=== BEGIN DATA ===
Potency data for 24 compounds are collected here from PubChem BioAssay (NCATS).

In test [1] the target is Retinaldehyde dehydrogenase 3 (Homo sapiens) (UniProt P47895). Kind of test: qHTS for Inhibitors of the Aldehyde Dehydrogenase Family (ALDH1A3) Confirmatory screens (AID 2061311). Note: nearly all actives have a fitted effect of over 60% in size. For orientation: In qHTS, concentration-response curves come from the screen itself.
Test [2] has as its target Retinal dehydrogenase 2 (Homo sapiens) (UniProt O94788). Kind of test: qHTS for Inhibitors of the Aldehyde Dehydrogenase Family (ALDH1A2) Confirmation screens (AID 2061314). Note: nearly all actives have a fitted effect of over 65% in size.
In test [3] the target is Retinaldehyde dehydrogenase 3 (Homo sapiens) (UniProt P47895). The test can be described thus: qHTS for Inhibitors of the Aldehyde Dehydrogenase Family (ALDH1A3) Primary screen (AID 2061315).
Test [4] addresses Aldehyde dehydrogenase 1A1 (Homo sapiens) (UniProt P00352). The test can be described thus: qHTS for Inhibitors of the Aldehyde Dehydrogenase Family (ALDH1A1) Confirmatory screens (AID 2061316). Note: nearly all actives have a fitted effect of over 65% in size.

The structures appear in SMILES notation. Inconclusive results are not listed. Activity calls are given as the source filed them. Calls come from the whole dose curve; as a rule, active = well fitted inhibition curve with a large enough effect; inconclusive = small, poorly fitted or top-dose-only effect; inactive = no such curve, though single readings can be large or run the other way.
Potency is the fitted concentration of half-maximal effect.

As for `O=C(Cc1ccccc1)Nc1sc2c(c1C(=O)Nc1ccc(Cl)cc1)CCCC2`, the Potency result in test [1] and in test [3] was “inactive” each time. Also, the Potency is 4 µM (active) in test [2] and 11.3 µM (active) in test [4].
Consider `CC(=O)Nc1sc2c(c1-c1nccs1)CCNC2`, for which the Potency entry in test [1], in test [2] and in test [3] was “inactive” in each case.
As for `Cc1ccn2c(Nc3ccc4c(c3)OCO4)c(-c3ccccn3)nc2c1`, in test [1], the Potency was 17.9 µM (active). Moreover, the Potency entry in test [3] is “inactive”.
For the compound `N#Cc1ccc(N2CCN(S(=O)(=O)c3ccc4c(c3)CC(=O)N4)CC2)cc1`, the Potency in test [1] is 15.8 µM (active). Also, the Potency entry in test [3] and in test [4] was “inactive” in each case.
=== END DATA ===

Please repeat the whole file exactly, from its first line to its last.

Potency data for 24 compounds are collected here from PubChem BioAssay (NCATS).

In test [1] the target is Retinaldehyde dehydrogenase 3 (Homo sapiens) (UniProt P47895). Kind of test: qHTS for Inhibitors of the Aldehyde Dehydrogenase Family (ALDH1A3) Confirmatory screens (AID 2061311). Note: nearly all actives have a fitted effect of over 60% in size. For orientation: In qHTS, concentration-response curves come from the screen itself.
Test [2] has as its target Retinal dehydrogenase 2 (Homo sapiens) (UniProt O94788). Kind of test: qHTS for Inhibitors of the Aldehyde Dehydrogenase Family (ALDH1A2) Confirmation screens (AID 2061314). Note: nearly all actives have a fitted effect of over 65% in size.
In test [3] the target is Retinaldehyde dehydrogenase 3 (Homo sapiens) (UniProt P47895). The test can be described thus: qHTS for Inhibitors of the Aldehyde Dehydrogenase Family (ALDH1A3) Primary screen (AID 2061315).
Test [4] addresses Aldehyde dehydrogenase 1A1 (Homo sapiens) (UniProt P00352). The test can be described thus: qHTS for Inhibitors of the Aldehyde Dehydrogenase Family (ALDH1A1) Confirmatory screens (AID 2061316). Note: nearly all actives have a fitted effect of over 65% in size.

The structures appear in SMILES notation. Inconclusive results are not listed. Activity calls are given as the source filed them. Calls come from the whole dose curve; as a rule, active = well fitted inhibition curve with a large enough effect; inconclusive = small, poorly fitted or top-dose-only effect; inactive = no such curve, though single readings can be large or run the other way.
Potency is the fitted concentration of half-maximal effect.

As for `O=C(Cc1ccccc1)Nc1sc2c(c1C(=O)Nc1ccc(Cl)cc1)CCCC2`, the Potency result in test [1] and in test [3] was “inactive” each time. Also, the Potency is 4 µM (active) in test [2] and 11.3 µM (active) in test [4].
Consider `CC(=O)Nc1sc2c(c1-c1nccs1)CCNC2`, for which the Potency entry in test [1], in test [2] and in test [3] was “inactive” in each case.
As for `Cc1ccn2c(Nc3ccc4c(c3)OCO4)c(-c3ccccn3)nc2c1`, in test [1], the Potency was 17.9 µM (active). Moreover, the Potency entry in test [3] is “inactive”.
For the compound `N#Cc1ccc(N2CCN(S(=O)(=O)c3ccc4c(c3)CC(=O)N4)CC2)cc1`, the Potency in test [1] is 15.8 µM (active). Also, the Potency entry in test [3] and in test [4] was “inactive” in each case.